Labour Law News South Africa

Can you challenge a dismissal when the company is in business rescue?

Facing dismissal after years of service can be tough, but what happens when the company goes into business rescue before you can challenge the decision?
Image source: tashatuvango –
Image source: tashatuvango –

The Companies Act 71 of 2008 places a moratorium on legal proceedings against companies undergoing business rescue. In terms thereof, no legal proceeding may be commenced or proceeded within any forum against a company which has entered into business rescue proceedings, except amongst other exceptions, with the written consent of the business rescue practitioner, or leave of the court. Without the necessary consent or leave, a party must await the conclusion of the business rescue proceedings before it may institute legal action.

Freeze frame

Notably, the moratorium also freezes all time frames which must be complied with when seeking relief.

In labour disputes, no legal action may be taken against an employer who is undergoing business rescue in any forum, be it a bargaining council, the CCMA, or the Labour Courts, without the business rescue practitioner’s written consent or leave of the court.

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Once the employer has entered into business rescue proceedings, a new dispute can be referred to the bargaining councils or the CCMA; however, it cannot be set down for conciliation and/or arbitration until such time that the business rescue proceedings have been concluded.

The moratorium similarly freezes any prescribed time frames within which referrals must be made to the CCMA, which means that the time falling within the duration of the business rescue proceedings will not be counted for purposes of ascertaining the jurisdiction of the bargaining council or CCMA.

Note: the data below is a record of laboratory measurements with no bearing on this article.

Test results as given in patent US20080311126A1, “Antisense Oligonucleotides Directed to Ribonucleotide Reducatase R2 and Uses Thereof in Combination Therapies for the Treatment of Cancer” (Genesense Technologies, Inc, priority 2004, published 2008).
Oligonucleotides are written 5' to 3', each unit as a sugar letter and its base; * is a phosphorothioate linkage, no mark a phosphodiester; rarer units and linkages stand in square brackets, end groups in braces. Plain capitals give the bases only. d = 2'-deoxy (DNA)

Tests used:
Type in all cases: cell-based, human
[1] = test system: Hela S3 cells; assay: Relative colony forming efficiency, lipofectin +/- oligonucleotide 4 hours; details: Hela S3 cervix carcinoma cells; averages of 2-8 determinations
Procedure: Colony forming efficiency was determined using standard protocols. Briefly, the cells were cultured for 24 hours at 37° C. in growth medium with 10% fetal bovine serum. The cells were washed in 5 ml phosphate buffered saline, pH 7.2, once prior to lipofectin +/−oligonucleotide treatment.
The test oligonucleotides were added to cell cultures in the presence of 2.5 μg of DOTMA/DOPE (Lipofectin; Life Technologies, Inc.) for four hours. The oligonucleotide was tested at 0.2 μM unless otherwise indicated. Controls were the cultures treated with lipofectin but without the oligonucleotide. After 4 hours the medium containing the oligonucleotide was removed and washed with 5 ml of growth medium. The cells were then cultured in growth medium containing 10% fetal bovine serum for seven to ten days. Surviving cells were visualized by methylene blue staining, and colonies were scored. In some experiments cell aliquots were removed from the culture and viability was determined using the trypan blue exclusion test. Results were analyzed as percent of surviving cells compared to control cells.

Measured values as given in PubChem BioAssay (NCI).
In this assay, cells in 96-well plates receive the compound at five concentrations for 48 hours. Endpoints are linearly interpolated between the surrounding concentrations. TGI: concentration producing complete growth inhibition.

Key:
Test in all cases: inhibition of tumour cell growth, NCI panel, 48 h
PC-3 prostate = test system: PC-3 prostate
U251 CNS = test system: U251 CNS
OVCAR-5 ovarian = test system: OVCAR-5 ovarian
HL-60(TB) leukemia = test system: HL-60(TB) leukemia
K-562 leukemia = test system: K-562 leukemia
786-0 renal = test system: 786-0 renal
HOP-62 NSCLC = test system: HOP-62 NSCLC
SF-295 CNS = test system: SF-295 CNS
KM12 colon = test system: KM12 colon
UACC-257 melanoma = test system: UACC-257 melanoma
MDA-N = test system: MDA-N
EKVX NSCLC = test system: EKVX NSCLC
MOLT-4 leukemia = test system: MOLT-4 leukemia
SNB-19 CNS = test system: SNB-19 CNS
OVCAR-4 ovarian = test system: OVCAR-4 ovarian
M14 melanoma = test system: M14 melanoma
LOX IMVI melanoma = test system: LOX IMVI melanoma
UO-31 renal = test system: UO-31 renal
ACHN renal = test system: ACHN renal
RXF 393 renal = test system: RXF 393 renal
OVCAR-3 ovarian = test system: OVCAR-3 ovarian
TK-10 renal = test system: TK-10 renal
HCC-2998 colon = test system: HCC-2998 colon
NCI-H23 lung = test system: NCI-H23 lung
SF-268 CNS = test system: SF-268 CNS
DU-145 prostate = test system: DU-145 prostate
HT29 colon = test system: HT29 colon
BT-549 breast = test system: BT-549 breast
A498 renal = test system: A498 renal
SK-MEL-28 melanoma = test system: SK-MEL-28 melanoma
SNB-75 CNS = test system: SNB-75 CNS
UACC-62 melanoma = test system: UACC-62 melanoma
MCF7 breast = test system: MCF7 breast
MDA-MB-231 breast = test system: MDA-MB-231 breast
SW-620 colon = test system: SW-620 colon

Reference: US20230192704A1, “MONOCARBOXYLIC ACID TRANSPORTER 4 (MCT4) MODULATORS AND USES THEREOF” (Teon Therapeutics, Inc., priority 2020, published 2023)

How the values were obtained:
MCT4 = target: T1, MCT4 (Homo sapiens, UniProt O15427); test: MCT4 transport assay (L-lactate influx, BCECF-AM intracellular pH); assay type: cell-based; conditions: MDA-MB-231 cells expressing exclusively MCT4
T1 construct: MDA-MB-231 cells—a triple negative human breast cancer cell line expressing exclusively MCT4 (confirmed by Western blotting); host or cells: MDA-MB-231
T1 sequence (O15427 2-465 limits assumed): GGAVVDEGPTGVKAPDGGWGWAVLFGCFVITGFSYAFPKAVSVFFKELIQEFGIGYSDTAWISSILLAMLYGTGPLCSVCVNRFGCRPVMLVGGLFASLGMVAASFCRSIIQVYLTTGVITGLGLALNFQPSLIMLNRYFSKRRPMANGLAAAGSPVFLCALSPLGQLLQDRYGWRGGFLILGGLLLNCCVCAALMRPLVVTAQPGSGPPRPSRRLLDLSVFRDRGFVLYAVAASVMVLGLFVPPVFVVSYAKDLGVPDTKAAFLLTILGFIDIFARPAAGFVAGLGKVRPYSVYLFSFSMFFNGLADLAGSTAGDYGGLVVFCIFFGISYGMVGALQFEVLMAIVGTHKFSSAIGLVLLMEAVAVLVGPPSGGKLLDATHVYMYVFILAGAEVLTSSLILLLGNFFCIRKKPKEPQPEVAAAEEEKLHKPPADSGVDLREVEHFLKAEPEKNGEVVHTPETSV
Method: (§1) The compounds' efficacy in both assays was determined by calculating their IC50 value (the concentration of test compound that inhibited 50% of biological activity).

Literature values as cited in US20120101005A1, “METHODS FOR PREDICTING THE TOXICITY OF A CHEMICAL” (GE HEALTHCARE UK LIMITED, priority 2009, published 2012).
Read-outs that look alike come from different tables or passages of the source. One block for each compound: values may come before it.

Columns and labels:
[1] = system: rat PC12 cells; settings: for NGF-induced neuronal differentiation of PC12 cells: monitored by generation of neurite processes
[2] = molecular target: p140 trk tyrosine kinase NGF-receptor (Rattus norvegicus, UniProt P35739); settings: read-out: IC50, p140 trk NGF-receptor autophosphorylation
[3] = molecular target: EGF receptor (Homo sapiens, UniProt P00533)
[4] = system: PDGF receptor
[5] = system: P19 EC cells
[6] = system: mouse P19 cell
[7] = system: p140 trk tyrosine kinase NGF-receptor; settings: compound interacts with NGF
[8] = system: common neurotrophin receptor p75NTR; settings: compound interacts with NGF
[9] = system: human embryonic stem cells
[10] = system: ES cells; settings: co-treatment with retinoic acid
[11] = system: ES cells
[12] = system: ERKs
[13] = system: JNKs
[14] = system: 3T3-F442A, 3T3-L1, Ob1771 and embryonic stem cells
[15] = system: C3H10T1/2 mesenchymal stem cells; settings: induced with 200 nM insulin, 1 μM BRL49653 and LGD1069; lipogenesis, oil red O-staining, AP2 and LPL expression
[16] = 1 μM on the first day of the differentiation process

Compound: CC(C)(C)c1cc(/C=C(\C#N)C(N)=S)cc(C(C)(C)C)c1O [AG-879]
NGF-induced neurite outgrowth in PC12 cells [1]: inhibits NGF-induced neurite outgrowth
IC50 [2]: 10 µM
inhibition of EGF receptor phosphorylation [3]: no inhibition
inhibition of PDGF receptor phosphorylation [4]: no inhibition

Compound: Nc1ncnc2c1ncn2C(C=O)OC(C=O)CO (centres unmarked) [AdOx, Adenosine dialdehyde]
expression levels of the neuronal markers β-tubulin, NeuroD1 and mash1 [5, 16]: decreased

In instances where the business rescue proceedings have not been finalised within three months of commencement, the appointed business rescue practitioner must publish monthly updates. It is imperative to keep up to date with these to ensure that the necessary action is taken as soon as permissible.

The inevitable consequence is that, in the absence of obtaining consent from the business rescue practitioner to proceed with legal action, it can be a protracted and expensive exercise to apply to court to obtain leave to proceed with legal action.

Apart from having various negative ramifications on unfairly dismissed employees, this on its own is not in accordance with the spirit of the Labour Relations Act 66 of 1995 which requires the speedy and efficient resolution of labour disputes.

About Lesley Mokgoro and Odirile Matladi

Lesley Mokgoro: CEO and Director of the Dispute Resolution Practice Group, and Odirile Matladi: Candidate Legal Practitioner in the Dispute Resolution Practice Group at PH Attorneys
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